Thursday, March 9, 2006

From confusing data released by the American Medical Association, The Washington Times misreported the number of college students who said in a survey that it was easy to get alcohol while on spring break. The Times said 92 percent of 664 respondents made such a statement. However, this percentage referred only to the 174 respondents who actually went on spring break.

Leading researchers have discovered the obvious: College kids, booze and bikinis are a dangerous mixture.

Spring break has become an unhealthy “binge-fest,” says the head of a major medical association, citing a poll that shows that 74 percent of female college students agree that alcohol is an excuse for outrageous behavior.

“Spring break is broken,” Dr. J. Edward Hill, president of the American Medical Association, said yesterday.

Many spring break promoters spend months marketing trips to college students that tout opportunities for drinking alcohol, he said. For example, one promoter’s Web site told students not to worry about the quality of water in Cancun, Mexico, “because you will be drinking beer.”

In the AMA survey of 664 women, ages 17 to 35, who are current or former college students:

• More than 90 percent said it was “easy” for underage students to drink on spring break.

• Seventy-four percent said women used drinking as an excuse for “outrageous behavior,” such as public nudity, dancing on tables and participating in drinking contests.

• Eighty-three percent said they had friends who drank most nights while on spring break.

• Fifty-nine percent said they knew people during spring break who had been sexually active with more than one partner.

“What was a traditional time to relax and take a break from college studies has turned into a dangerous binge-fest,” said Dr. Hill, citing reports of fatalities, rapes, assaults and accidents associated with spring break destinations.

He recommended that colleges restrict on-campus alcohol advertising and increase promotion of “alternative” spring breaks that feature alcohol-free tours or community service.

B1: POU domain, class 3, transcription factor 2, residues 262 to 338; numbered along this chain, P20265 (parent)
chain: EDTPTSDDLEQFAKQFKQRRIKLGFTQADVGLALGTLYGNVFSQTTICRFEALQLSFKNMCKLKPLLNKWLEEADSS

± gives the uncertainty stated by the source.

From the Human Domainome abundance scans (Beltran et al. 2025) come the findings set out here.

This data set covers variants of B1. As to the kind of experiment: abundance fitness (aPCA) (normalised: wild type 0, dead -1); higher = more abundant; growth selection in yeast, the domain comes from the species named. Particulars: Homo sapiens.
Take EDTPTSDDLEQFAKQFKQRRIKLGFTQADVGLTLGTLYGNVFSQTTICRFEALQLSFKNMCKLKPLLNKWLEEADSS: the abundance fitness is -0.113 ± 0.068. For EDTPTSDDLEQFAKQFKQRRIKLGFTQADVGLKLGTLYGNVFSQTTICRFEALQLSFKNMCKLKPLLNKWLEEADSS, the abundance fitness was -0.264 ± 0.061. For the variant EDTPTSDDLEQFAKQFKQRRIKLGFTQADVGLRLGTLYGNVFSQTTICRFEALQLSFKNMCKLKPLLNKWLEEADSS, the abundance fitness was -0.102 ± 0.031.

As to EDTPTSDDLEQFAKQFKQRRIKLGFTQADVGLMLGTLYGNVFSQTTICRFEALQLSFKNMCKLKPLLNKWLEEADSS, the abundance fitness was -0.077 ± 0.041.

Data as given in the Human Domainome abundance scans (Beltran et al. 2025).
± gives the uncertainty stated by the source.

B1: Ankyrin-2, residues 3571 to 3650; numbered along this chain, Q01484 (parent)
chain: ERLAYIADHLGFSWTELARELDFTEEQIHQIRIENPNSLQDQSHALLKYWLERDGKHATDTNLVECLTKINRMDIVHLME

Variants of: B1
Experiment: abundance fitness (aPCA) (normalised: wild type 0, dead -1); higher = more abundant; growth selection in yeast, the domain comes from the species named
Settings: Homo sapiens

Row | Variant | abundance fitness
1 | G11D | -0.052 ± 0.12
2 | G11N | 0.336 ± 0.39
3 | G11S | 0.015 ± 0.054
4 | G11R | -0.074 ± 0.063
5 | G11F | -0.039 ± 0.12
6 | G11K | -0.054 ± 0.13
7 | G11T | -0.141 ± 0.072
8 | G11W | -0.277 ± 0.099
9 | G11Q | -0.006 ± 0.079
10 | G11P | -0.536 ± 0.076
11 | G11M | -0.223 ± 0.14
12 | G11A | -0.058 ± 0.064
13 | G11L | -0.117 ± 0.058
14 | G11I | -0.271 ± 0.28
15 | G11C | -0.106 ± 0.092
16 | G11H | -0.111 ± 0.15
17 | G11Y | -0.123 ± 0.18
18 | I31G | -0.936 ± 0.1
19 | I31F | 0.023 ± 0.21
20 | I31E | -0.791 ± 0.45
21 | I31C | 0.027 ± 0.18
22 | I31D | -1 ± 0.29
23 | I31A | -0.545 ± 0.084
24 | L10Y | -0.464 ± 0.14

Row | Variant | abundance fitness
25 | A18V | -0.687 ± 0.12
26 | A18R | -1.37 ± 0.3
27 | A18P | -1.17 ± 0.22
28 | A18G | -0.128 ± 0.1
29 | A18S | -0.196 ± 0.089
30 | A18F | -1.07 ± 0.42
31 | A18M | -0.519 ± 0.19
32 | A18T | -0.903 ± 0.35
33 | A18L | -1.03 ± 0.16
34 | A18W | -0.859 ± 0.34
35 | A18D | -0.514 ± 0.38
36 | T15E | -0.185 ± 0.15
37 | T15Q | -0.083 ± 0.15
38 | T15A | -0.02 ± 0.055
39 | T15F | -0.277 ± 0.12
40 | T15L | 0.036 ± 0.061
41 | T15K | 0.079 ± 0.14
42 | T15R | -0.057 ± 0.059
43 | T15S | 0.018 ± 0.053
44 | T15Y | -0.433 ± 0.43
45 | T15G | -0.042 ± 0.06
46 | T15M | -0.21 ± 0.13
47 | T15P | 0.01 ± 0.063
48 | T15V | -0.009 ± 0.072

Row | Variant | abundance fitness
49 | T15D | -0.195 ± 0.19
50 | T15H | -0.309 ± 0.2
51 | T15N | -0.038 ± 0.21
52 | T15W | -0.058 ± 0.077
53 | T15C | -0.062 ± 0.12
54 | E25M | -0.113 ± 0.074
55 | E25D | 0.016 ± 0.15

In the United States, “spring break” typically falls between late February and early April, with most college campuses closing during the first or second week of March.

In 2000, at least 1.25 million students spent $1 billion at spring break gatherings, Murray Sperber says in his book “Beer and Circus.” Mr. Sperber also estimated that companies spent $50 million promoting their products to students on spring break trips.

Numerous spring break Web sites offer low-cost package deals to sites in Mexico, Florida, Texas, Jamaica and the Bahamas. The Web sites typically promote drinking opportunities. One has listed Cancun bars that are back in operation after the devastation of Hurricane Wilma in October.

Joseph A. Califano Jr., former secretary of health, education and welfare, decried industry support for this “Roman bacchanalia of sex, drugs and booze.”

College coeds are especially at risk because women become addicted to alcohol, drugs and tobacco faster and easier than men, said Mr. Califano, chairman of the National Center on Addiction and Substance Abuse (CASA) at Columbia University, which last month released “Women Under the Influence,” a book about female substance abuse.

Parents should resist the pressure to pay for spring break trips for their college-age children, he added. “This is not a rite of passage.”

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